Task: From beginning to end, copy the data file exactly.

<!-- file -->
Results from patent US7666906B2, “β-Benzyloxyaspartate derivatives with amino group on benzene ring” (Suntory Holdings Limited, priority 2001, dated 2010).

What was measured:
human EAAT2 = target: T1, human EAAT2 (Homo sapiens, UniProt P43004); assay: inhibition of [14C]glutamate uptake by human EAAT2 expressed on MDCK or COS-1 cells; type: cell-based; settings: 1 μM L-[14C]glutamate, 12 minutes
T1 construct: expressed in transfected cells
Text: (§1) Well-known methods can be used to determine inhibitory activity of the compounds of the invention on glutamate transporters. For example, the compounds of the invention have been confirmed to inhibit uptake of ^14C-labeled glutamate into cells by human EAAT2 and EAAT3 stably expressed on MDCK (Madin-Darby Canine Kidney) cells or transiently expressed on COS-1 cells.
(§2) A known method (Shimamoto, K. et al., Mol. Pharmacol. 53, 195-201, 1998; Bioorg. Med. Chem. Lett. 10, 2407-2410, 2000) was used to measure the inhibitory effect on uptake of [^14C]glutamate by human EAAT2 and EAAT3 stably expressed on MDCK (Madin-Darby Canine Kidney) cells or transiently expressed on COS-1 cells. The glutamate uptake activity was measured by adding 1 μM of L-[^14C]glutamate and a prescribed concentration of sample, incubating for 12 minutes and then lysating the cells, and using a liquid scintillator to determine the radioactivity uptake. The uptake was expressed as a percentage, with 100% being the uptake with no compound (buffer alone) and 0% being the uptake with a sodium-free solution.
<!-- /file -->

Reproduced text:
Results from patent US7666906B2, “β-Benzyloxyaspartate derivatives with amino group on benzene ring” (Suntory Holdings Limited, priority 2001, dated 2010).

What was measured:
human EAAT2 = target: T1, human EAAT2 (Homo sapiens, UniProt P43004); assay: inhibition of [14C]glutamate uptake by human EAAT2 expressed on MDCK or COS-1 cells; type: cell-based; settings: 1 μM L-[14C]glutamate, 12 minutes
T1 construct: expressed in transfected cells
Text: (§1) Well-known methods can be used to determine inhibitory activity of the compounds of the invention on glutamate transporters. For example, the compounds of the invention have been confirmed to inhibit uptake of ^14C-labeled glutamate into cells by human EAAT2 and EAAT3 stably expressed on MDCK (Madin-Darby Canine Kidney) cells or transiently expressed on COS-1 cells.
(§2) A known method (Shimamoto, K. et al., Mol. Pharmacol. 53, 195-201, 1998; Bioorg. Med. Chem. Lett. 10, 2407-2410, 2000) was used to measure the inhibitory effect on uptake of [^14C]glutamate by human EAAT2 and EAAT3 stably expressed on MDCK (Madin-Darby Canine Kidney) cells or transiently expressed on COS-1 cells. The glutamate uptake activity was measured by adding 1 μM of L-[^14C]glutamate and a prescribed concentration of sample, incubating for 12 minutes and then lysating the cells, and using a liquid scintillator to determine the radioactivity uptake. The uptake was expressed as a percentage, with 100% being the uptake with no compound (buffer alone) and 0% being the uptake with a sodium-free solution.